A Harvard University health economist and former adviser to the Obama administration said,

“This and more recent data are pretty profound. What is says is that even as the economy is rebounding, health spending is not. It looks less and less like a hangover from a recession and more like a change in the nature of the health-care system.”

I believe his words means is perhaps that the decreasing trend in the national health expenditures as a share of U.S GDP since the 2008, economy recession, is not due to the recessions but the changing nature of our health care system, right? So I did a quick reading about the new changes in health care policies and law. According to the White House’s webpage on Medicare, President Obama has signed the Affordable Care Act into law in March, 2010. One of the new benefits from the Affordable Care Act is aimed to have an affordable coverage for more people.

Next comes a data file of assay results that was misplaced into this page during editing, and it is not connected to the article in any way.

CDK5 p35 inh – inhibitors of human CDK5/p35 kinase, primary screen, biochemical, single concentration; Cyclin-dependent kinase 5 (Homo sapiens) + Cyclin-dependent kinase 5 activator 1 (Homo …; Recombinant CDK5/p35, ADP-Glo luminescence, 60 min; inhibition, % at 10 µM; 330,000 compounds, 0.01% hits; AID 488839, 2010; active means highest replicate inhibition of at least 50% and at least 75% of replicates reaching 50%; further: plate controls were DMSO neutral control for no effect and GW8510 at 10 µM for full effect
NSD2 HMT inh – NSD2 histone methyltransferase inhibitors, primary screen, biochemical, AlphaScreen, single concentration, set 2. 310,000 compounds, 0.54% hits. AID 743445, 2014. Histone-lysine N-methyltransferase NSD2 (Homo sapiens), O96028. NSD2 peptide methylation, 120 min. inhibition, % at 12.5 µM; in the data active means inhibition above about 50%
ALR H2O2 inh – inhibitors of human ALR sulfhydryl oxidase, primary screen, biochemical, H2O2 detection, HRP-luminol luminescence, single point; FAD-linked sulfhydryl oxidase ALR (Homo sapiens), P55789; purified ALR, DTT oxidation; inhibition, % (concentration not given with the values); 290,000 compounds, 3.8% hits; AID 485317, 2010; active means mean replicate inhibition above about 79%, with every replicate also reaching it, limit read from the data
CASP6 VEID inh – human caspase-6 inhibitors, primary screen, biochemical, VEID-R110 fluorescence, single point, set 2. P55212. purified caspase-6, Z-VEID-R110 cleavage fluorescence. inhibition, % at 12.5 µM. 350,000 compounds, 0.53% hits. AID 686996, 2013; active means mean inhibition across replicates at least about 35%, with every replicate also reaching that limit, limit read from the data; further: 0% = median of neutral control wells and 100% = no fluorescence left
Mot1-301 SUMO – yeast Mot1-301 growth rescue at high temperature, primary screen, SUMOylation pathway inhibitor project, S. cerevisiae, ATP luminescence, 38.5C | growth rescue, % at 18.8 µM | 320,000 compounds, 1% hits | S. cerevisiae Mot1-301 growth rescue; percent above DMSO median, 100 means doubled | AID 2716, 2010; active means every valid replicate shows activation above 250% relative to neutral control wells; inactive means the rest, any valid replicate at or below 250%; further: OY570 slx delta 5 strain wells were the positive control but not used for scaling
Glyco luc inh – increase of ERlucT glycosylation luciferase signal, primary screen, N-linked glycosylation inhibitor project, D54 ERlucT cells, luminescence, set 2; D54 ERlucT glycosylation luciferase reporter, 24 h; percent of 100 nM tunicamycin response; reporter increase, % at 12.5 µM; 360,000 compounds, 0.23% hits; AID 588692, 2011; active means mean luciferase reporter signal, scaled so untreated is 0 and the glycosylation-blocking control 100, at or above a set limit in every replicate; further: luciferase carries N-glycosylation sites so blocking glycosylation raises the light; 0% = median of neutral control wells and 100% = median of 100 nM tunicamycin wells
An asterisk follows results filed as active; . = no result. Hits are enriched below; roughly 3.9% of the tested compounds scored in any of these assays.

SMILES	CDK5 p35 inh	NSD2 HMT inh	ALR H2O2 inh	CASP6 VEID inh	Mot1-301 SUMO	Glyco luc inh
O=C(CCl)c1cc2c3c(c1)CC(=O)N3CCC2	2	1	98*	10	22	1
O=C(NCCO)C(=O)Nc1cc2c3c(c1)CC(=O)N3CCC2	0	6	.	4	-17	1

For example, new policy favors small business by providing them tax credits because they have been paid more premiums than larger employers which I think is the main reason that has reduced the share of health care spending in the U.S. GDP. Do you think this can be applied to one of the reasons that a Harvard professor had in his mind?